Power Division in 2011

Fortum’s Power Division is responsible for power generation and sales in the Nordic electricity markets and for providing expert services to electricity and heat producers globally. The division’s production is strongly focused on hydropower and nuclear power. About 93% of the production was carbon dioxide-free and 43% was based on renewable energy sources.

The Power Division’s approximately 270 power plants in Finland and Sweden produced 48.1 terawatt-hours (TWh) (2010: 46.3) of electricity in 2011. The division is responsible for a significant part of Fortum’s financial result. Its good financial performance is based on strong know-how in the production and sales of electricity in competitive markets. 

The long-term refurbishment programme will add 100 MW of hydropower by 2020

Fortum has 260 fully- or partly-owned hydropower plants in Sweden and Finland. The majority of the electricity is generated by 211 hydropower plants in central Sweden; the plants with the largest capacity are on the Ljusnan, Indalsälven and Dalälven rivers. A significant share of Fortum’s 50 hydropower plants inFinlandis located on the Oulujoki and Kemijoki rivers and the waterways of Vuoksi. The Power Division’s investment programme includes a sizable, long-term hydropower plant refurbishment programme that aims to enhance the production, efficiency and safety of the hydropower plants. The investment programme will boost Fortum’s hydropower capacity by about 100 megawatts by 2020. In 2011, Fortum refurbished the Skedvi hydropower plant located on the Dalälven river in Sweden and the Montta hydropower plant on the Oulujoki river in Finland.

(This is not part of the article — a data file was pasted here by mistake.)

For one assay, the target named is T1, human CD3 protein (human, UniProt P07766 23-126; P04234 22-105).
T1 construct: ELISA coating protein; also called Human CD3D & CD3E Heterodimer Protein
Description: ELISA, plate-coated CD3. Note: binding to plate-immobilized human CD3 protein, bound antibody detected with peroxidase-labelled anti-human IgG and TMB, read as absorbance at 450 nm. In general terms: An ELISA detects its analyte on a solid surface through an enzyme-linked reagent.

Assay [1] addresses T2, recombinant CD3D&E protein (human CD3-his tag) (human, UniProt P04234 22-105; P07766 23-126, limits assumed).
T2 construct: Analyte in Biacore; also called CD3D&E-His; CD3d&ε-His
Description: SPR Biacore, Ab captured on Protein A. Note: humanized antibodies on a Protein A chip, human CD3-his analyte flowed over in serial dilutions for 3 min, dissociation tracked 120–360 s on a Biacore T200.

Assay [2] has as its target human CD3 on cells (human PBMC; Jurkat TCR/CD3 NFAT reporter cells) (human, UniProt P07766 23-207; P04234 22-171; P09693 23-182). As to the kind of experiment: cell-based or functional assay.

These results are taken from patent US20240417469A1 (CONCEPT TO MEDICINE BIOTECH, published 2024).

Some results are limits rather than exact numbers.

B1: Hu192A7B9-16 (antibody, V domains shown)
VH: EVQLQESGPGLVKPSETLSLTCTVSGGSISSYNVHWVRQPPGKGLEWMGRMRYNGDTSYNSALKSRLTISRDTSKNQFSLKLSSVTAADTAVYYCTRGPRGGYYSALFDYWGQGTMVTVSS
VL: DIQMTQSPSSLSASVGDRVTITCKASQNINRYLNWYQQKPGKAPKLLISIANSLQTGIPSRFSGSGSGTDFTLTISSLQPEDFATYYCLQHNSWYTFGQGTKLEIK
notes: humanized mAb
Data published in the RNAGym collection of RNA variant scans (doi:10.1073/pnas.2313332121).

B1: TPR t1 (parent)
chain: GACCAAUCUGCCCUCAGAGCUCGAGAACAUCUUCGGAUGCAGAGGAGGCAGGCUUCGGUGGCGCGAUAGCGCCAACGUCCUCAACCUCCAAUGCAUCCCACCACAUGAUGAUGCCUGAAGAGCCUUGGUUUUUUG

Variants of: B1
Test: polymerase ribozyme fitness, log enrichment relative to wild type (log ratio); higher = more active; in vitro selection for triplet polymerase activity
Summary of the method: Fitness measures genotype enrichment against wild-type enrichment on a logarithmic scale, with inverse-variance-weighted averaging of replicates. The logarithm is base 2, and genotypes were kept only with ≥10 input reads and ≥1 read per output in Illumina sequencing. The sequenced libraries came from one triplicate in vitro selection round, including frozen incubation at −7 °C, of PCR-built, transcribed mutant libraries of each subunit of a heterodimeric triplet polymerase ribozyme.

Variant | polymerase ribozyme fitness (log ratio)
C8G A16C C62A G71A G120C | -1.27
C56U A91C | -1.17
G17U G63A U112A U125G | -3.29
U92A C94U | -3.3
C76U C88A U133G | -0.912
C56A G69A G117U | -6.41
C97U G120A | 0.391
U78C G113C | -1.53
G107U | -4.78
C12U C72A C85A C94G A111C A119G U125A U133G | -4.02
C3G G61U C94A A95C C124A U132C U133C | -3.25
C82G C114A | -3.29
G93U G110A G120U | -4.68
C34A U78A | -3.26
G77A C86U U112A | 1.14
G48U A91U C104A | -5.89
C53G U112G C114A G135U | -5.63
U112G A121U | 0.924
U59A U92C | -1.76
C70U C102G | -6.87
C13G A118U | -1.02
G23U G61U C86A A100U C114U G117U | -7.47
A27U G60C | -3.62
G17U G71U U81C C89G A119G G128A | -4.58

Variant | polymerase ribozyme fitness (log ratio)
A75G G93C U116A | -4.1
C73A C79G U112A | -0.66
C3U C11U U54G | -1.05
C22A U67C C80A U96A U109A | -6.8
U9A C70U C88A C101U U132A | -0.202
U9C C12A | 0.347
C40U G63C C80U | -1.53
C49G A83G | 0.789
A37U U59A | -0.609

Fortum participating in French hydropower concession bids

At the end of 2010, Fortum announced its participation in the upcoming tender process for hydropower concessions in France, which provides an opportunity to grow the share of hydropower at the core of the European electricity markets. In 2011, Fortum established a country organisation in France, Fortum France SNC, which was a significant step towards Fortum’s long-term goal to participate in the development of renewable energy in the country.